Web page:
Ga. Lactation Consultants Sue to Save Their Jobs and End Unconstitutional Licensing Law

Breastfeeding advocates in Atlanta partner with Institute for Justice to ensure continued access to lactation care across Georgia

For nearly three decades, Mary Jackson has provided hands-on advice to help new mothers learn how to breastfeed. Despite her years of training and experience, on July 1st, she will be out of a job—but not because she has done anything wrong. Rather, on July 1st, a new Georgia law goes into effect requiring that anyone who makes a living helping new mothers breastfeed must obtain an expensive, burdensome and unnecessary certification from a private group, in order to get a license from the state.

But Mary is not willing to give up her career without a fight. Today, she has teamed up with the Institute for Justice (IJ) to file a lawsuit asking the court to immediately halt implementation of Georgia’s unconstitutional licensing law and preserve her right (and that of hundreds of other lactation consultants) to earn an honest living doing what she loves.

Lactation consultants provide hands-on practical breastfeeding advice and support to new mothers.  They have been working safely in Georgia for decades, without any state license, although many lactation consultants have chosen to become privately certified in their field.  There are two predominant certifications: a Certified Lactation Counselor (CLC) and an International Board Certified Lactation Consultant (IBCLC).

Mary and more than 800 other lactation consultants in Georgia are CLCs, but, on July 1st, only IBCLCs will be allowed to get the state’s new license, and so only IBCLCs will be allowed to continue working. To obtain an IBCLC, an individual must take roughly two years of college courses and complete more than 300 hours of supervised clinical work. The time and expense involved in obtaining certification will make it impossible for many people to obtain state licensure, especially people of modest means.

“Licensing lactation consultants does nothing to protect public health and safety,” said Wesley Hottot, an attorney at IJ, which represents the plaintiffs. “This license will harm the public by making it harder—if not impossible—for new moms to find someone to help them with breastfeeding. In Georgia, the courts have a responsibility to strike down unnecessary and burdensome regulations that have no clear public benefit. We expect the Court will strike down this law.”

No other state in the nation licenses lactation consultants like Georgia does. This is because there is no evidence that unlicensed lactation care has ever harmed anyone, anywhere. In fact, in 2013 the Georgia Occupational Regulation Review Council (a state agency) issued a report concluding that licensing lactation consultants would not provide any benefit to the public, reasoning that licensing “would not improve access to care for the majority of breastfeeding mothers.”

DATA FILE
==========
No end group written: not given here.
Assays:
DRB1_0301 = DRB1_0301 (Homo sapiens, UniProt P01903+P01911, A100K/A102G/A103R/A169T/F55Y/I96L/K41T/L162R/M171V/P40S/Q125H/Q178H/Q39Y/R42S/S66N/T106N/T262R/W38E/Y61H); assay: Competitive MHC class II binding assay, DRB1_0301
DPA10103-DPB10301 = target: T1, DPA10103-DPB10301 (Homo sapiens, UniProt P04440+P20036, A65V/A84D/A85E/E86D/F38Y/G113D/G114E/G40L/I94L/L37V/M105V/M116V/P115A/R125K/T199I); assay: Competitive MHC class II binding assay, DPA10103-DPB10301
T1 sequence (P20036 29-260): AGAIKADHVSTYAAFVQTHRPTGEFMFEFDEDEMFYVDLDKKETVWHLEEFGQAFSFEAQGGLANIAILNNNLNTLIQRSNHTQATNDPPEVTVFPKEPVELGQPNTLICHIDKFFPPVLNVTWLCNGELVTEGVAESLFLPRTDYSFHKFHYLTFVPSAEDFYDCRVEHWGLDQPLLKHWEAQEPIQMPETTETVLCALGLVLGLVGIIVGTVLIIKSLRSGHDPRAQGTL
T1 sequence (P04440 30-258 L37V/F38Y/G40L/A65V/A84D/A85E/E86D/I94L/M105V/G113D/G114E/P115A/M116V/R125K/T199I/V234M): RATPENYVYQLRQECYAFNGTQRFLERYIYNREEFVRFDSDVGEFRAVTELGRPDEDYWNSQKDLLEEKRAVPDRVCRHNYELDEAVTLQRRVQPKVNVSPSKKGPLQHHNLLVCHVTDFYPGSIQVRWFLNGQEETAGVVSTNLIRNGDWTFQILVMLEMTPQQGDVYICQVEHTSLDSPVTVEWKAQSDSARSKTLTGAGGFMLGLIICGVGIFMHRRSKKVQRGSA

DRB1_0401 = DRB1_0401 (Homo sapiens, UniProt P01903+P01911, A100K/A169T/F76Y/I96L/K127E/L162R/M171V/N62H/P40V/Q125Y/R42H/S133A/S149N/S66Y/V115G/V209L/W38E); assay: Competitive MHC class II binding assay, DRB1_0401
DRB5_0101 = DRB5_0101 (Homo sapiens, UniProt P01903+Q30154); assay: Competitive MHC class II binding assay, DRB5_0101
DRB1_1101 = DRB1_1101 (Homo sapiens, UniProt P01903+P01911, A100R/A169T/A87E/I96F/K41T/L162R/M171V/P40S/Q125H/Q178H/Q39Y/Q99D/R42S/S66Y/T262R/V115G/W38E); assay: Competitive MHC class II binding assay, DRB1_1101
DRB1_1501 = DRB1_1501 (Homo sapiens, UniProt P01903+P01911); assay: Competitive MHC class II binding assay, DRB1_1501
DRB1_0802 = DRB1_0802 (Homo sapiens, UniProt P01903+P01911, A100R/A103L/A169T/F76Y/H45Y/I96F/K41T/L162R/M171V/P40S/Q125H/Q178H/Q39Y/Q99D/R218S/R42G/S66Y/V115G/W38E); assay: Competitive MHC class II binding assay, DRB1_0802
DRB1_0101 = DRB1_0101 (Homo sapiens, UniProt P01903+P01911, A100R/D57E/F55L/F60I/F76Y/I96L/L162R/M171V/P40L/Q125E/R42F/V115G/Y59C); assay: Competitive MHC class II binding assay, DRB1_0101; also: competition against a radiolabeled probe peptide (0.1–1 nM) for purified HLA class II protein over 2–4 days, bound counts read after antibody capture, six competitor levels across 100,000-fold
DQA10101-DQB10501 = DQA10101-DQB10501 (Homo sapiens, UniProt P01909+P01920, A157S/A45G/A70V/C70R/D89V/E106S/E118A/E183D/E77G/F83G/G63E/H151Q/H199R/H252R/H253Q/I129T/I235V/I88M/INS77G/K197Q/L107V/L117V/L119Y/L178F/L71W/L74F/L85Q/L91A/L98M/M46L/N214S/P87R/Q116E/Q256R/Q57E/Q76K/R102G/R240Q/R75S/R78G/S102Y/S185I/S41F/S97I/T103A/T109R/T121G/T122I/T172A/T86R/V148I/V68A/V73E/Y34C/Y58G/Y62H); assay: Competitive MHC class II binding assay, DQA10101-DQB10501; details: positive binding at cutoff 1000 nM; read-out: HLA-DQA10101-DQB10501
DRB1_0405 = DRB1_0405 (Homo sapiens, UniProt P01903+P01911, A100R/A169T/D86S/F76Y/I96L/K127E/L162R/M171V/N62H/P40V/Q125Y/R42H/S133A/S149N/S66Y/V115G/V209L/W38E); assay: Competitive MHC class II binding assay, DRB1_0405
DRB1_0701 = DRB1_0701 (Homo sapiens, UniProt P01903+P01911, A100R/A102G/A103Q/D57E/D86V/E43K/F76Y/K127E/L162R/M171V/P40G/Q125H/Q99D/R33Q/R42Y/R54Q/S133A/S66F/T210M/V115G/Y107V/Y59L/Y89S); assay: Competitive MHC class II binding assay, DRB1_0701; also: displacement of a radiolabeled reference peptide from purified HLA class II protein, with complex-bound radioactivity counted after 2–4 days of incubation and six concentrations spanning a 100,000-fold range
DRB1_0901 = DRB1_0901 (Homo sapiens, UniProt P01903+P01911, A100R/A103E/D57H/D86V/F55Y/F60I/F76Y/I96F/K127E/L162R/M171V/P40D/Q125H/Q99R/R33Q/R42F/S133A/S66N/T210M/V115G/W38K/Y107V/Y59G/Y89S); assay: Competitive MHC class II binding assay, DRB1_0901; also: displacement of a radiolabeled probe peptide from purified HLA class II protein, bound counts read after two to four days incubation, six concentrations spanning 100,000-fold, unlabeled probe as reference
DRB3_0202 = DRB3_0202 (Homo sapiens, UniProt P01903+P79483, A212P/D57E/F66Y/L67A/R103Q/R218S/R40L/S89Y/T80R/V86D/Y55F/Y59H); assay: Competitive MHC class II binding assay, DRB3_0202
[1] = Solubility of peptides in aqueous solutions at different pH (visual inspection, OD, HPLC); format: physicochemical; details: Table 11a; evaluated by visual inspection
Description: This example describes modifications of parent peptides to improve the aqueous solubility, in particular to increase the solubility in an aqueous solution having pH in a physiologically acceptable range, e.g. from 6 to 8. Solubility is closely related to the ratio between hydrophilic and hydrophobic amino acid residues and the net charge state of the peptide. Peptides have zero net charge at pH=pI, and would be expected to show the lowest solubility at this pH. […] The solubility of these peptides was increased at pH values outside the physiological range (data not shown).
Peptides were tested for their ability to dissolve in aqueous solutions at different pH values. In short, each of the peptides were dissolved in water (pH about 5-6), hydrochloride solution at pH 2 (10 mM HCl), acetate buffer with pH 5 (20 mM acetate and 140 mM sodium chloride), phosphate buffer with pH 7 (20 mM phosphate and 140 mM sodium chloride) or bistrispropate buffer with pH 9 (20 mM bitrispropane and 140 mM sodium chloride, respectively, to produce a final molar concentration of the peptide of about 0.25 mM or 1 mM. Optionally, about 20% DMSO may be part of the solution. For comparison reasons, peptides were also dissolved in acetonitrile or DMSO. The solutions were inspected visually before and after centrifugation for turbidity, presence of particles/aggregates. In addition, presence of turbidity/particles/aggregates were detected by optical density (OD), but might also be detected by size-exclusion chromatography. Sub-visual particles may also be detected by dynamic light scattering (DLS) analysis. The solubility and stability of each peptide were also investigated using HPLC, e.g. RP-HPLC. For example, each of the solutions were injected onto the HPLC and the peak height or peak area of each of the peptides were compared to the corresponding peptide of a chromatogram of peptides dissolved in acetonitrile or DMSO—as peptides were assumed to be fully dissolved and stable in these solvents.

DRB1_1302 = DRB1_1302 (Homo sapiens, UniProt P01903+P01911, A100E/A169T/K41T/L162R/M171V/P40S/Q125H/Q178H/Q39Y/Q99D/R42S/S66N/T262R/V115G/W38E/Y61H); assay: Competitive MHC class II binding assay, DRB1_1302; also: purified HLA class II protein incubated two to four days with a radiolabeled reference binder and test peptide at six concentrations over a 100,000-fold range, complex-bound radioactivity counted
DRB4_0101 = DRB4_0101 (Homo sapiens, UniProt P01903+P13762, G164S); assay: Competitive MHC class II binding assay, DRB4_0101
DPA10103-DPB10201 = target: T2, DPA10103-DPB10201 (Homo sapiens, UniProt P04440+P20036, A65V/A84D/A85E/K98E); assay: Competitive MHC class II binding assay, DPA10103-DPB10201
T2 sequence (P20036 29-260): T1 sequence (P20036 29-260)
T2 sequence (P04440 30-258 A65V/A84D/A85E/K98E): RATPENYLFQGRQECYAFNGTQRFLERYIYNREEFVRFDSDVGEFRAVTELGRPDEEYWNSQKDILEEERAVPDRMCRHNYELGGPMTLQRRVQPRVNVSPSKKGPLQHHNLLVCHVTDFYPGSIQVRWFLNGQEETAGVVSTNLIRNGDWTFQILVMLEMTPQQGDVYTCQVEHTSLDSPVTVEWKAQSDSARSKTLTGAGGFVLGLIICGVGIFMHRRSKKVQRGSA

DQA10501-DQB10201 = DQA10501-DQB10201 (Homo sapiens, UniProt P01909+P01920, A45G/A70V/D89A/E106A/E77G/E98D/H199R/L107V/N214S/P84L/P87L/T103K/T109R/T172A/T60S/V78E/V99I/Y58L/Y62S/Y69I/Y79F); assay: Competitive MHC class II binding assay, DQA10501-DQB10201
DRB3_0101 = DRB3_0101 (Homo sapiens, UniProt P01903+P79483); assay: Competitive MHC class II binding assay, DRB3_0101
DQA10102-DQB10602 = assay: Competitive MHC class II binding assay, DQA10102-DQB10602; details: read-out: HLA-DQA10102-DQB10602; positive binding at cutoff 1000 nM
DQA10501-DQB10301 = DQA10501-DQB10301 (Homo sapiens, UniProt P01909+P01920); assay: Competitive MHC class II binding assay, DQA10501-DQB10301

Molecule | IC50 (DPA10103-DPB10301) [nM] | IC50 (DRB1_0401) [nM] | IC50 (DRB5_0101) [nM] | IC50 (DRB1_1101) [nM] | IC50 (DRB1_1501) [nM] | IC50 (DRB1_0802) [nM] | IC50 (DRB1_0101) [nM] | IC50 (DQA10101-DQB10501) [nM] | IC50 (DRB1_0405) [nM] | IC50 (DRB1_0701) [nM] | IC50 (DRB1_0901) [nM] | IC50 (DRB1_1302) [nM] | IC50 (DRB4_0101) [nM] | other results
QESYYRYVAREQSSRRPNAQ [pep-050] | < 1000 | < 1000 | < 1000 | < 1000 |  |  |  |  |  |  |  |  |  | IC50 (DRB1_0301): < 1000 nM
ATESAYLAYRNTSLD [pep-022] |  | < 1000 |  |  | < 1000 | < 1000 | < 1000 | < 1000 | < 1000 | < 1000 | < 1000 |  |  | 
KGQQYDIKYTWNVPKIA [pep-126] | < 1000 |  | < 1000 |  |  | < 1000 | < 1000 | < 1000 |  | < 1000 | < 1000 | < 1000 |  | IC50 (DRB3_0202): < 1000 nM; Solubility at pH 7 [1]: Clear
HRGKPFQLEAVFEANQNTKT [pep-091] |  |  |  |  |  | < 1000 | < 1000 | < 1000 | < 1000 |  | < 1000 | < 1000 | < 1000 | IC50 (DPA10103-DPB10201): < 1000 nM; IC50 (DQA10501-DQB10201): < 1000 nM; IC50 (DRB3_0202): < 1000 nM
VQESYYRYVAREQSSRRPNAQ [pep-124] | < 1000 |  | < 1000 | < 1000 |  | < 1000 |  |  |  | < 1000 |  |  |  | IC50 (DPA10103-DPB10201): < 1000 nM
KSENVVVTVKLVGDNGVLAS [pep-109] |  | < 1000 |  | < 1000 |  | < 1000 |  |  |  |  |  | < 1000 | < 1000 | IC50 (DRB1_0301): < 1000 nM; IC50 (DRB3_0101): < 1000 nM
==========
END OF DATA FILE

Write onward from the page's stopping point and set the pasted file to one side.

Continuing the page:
In fact, next week there will be a severe shortage of lactation consultants if this law is not stopped.  There are only some 1,100 lactation consultants in Georgia, and only around 300 of them are IBCLCs.  To date, fewer than 100 IBCLCs have become licensed, yet the licensing law threatens to put more than 800 CLCs out of business overnight.

Licensure does not serve the interest of babies or their mothers; it only serves to enrich IBCLCs at the expense of all other lactation consultants. The drive toward licensure is not motivated by health or safety concerns, but rather by IBCLCs’ interest in billing health insurance companies for their services. In 2010, the Affordable Care Act mandated that insurance companies provide coverage for lactation services. Since then, insurance companies have used licensure as a means of limiting the expense of that coverage. To ensure they could bill insurance companies, the IBCLCs’ lobbyists have begun pushing state-mandated licenses across the country to artificially differentiate IBCLCs from CLCs. Georgia is the only state so far to have caved to the IBCLCs’ demands.

Mary is not taking on the State of Georgia alone. She is joined in her lawsuit by Reaching Our Sisters Everywhere (ROSE), the Atlanta-based non-profit she helped found in 2012. ROSE works to increase access to breastfeeding support and improve healthcare equity among African-American communities in Georgia and around the country.

“Every day I go to work with a smile on my face because I’m doing something I love—helping moms help their newborns,” said Jackson. “I don’t want to give that up, and I shouldn’t have to. I’m passionate about breastfeeding and I do everything I can to make sure moms in minority, rural and at-risk communities, regardless of their socioeconomic status, have access to quality lactation support from qualified lactation supporters. But now, if the courts don’t intervene, hundreds of my colleagues across the state will be out of a job, unable to continue to help their community, and thousands of moms will be left without the help they need.”

“As the state itself concluded in 2013, licensing lactation consultants will only decrease access to breastfeeding support,” said IJ Attorney Jaimie Cavanaugh. “This law serves no purpose other than to enrich one group of privately certified lactation consultants to the detriment of all others.”

The lawsuit, which requests a temporary restraining order halting the law’s effective date of July 1st, argues that licensing lactation consultants violates the Georgia Constitution. Under the state constitution’s guarantees of equal protection and substantive due process, the government cannot license an occupation without there being a “real and substantial” connection between the license and the public good.

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